Morning, how are your children doing with this? What all do they know? That is the part I am most concerned about at the present time, as my train is pulling in to the station!

My H is 11 years older than I and he as a brother who is 10 years older than he along with a couple of sisters. So we have seen the effect of systemic abuse in his family play out with subsequent generations now. So, we decided to be fully honest with our children about his sexual abuse and his addiction. I had so much anxiety leading up to that talk, but my kids 20 and 17 are amazing people who love both of us. What has happened since then has been remarkable because no one is keeping secrets anymore. And my children will hold us to the "no more secrets" place. Both kids have therapists to whom they discuss their issues. An addictive cycle is so damaging to a family and the only way to change it is to deal with it head on. I didn't want my children to suffer the same way their cousins hav suffered, and I can already see our communication pattern changing. I give my H all kinds of credit for this because he told them his story. We didn't go into gory details, but he told them he had an addiction to po&amp;n and that this behavior replaced me and was done in secret. My kids are smart so they get the picture without having it graphically drawn out. Kids know so much more today than I ever did. Now I sound REALLY old!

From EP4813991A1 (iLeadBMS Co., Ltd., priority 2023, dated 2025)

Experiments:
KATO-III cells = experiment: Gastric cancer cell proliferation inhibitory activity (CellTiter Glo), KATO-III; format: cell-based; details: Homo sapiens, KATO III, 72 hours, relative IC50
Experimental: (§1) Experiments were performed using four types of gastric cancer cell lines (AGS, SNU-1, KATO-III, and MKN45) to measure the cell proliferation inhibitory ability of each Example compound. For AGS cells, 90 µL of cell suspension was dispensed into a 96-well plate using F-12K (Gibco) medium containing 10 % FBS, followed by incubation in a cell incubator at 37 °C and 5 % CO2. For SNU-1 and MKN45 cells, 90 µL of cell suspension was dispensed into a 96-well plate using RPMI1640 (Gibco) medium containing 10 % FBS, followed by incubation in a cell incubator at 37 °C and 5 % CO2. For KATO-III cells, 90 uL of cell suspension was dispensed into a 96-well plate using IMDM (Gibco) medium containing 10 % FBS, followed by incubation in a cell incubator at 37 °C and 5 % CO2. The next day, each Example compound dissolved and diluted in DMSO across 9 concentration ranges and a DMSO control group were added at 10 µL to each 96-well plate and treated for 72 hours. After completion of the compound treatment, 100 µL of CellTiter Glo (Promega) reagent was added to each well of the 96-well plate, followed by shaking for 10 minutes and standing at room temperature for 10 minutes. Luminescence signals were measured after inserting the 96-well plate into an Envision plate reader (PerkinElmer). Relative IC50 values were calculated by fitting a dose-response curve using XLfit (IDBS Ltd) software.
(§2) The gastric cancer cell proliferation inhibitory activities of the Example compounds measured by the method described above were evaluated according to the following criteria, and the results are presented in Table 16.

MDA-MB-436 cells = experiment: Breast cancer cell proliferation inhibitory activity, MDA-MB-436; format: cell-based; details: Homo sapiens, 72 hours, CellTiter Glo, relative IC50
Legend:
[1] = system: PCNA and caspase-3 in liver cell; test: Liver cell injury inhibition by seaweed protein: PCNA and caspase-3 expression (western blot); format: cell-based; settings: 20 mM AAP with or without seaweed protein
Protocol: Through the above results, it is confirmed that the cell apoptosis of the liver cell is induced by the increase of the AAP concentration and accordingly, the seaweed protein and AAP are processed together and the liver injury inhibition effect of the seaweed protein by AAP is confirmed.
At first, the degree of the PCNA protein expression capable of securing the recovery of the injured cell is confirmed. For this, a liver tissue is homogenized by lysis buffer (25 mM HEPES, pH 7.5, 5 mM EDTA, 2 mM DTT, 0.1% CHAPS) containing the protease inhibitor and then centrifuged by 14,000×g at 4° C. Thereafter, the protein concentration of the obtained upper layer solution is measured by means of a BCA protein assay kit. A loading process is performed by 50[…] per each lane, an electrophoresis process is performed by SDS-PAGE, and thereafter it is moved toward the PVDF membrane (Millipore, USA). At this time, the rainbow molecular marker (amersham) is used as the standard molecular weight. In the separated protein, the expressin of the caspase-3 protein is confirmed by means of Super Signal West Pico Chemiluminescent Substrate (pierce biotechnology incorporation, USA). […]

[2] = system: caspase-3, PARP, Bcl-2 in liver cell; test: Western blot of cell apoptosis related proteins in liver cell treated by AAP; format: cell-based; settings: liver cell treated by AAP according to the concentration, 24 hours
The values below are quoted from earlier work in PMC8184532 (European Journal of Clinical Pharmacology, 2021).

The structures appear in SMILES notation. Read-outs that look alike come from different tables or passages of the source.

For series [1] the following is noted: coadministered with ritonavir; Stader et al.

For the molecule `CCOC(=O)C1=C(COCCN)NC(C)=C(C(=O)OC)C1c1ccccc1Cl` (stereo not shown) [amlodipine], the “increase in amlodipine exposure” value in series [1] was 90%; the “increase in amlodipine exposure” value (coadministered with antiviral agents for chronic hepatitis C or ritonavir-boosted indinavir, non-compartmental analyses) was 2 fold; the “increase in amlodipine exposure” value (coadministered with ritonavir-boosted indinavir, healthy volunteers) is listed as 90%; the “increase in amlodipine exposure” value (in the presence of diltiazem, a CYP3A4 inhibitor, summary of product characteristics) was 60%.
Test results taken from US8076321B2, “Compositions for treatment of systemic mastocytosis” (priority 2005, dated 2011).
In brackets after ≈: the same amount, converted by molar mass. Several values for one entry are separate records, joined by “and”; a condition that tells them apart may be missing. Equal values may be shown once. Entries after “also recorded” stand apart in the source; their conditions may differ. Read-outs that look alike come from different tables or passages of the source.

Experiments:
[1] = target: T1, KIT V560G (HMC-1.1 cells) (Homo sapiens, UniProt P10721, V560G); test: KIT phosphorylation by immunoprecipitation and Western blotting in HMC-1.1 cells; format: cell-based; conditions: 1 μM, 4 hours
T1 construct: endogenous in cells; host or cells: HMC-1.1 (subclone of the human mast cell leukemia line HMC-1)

We may be older but we are still goodies.

Morning, you are handling this from a position of strength. I commend you for that! And great job handling your daughter!

mtt, OMG! What an intense revelation. Thank you for articulating those thoughts that spin in my head but do not coalesce. I often struggle with linking my experiences, insights, thoughts and feelings into concise statements.<br />
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This is profound: { “We have a great relationship, except for the sex”, and I now see how little sense that makes and how dismissing it is to me. They are not separate. That is the refuser’s litany. It is not mine }.<br />
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I have read and re-read it several times and it crystalizes the bogus excuse of the refuser and exposes that comment for the lie it is.